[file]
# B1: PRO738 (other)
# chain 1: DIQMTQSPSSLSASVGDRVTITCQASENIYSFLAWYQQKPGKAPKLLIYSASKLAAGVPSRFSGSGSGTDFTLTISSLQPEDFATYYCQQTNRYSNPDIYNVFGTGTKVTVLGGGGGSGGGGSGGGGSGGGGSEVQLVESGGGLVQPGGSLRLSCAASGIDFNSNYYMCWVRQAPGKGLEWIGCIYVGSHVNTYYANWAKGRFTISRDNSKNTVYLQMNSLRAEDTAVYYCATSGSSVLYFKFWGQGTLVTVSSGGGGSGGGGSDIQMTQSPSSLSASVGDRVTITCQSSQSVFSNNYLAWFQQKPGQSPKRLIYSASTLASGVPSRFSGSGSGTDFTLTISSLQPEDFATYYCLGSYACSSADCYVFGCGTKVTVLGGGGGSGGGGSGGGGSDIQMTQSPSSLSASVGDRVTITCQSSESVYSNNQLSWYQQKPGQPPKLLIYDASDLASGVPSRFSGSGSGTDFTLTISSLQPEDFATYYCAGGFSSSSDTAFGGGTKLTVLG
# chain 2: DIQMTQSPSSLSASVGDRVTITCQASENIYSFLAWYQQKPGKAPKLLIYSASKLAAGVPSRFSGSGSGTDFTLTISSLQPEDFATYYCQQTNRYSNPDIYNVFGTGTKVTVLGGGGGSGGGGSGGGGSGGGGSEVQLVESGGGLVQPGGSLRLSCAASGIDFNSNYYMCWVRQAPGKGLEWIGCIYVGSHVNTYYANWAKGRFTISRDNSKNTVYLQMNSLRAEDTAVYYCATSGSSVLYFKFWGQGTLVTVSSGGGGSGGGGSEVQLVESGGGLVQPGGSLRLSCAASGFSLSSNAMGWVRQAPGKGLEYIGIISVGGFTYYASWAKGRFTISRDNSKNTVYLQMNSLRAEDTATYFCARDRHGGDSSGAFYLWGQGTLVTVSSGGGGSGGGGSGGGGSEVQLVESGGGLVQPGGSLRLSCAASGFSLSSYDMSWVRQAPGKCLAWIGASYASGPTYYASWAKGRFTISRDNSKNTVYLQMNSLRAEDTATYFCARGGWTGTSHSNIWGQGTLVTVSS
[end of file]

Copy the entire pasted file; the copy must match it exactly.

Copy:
# B1: PRO738 (other)
# chain 1: DIQMTQSPSSLSASVGDRVTITCQASENIYSFLAWYQQKPGKAPKLLIYSASKLAAGVPSRFSGSGSGTDFTLTISSLQPEDFATYYCQQTNRYSNPDIYNVFGTGTKVTVLGGGGGSGGGGSGGGGSGGGGSEVQLVESGGGLVQPGGSLRLSCAASGIDFNSNYYMCWVRQAPGKGLEWIGCIYVGSHVNTYYANWAKGRFTISRDNSKNTVYLQMNSLRAEDTAVYYCATSGSSVLYFKFWGQGTLVTVSSGGGGSGGGGSDIQMTQSPSSLSASVGDRVTITCQSSQSVFSNNYLAWFQQKPGQSPKRLIYSASTLASGVPSRFSGSGSGTDFTLTISSLQPEDFATYYCLGSYACSSADCYVFGCGTKVTVLGGGGGSGGGGSGGGGSDIQMTQSPSSLSASVGDRVTITCQSSESVYSNNQLSWYQQKPGQPPKLLIYDASDLASGVPSRFSGSGSGTDFTLTISSLQPEDFATYYCAGGFSSSSDTAFGGGTKLTVLG
# chain 2: DIQMTQSPSSLSASVGDRVTITCQASENIYSFLAWYQQKPGKAPKLLIYSASKLAAGVPSRFSGSGSGTDFTLTISSLQPEDFATYYCQQTNRYSNPDIYNVFGTGTKVTVLGGGGGSGGGGSGGGGSGGGGSEVQLVESGGGLVQPGGSLRLSCAASGIDFNSNYYMCWVRQAPGKGLEWIGCIYVGSHVNTYYANWAKGRFTISRDNSKNTVYLQMNSLRAEDTAVYYCATSGSSVLYFKFWGQGTLVTVSSGGGGSGGGGSEVQLVESGGGLVQPGGSLRLSCAASGFSLSSNAMGWVRQAPGKGLEYIGIISVGGFTYYASWAKGRFTISRDNSKNTVYLQMNSLRAEDTATYFCARDRHGGDSSGAFYLWGQGTLVTVSSGGGGSGGGGSGGGGSEVQLVESGGGLVQPGGSLRLSCAASGFSLSSYDMSWVRQAPGKCLAWIGASYASGPTYYASWAKGRFTISRDNSKNTVYLQMNSLRAEDTATYFCARGGWTGTSHSNIWGQGTLVTVSS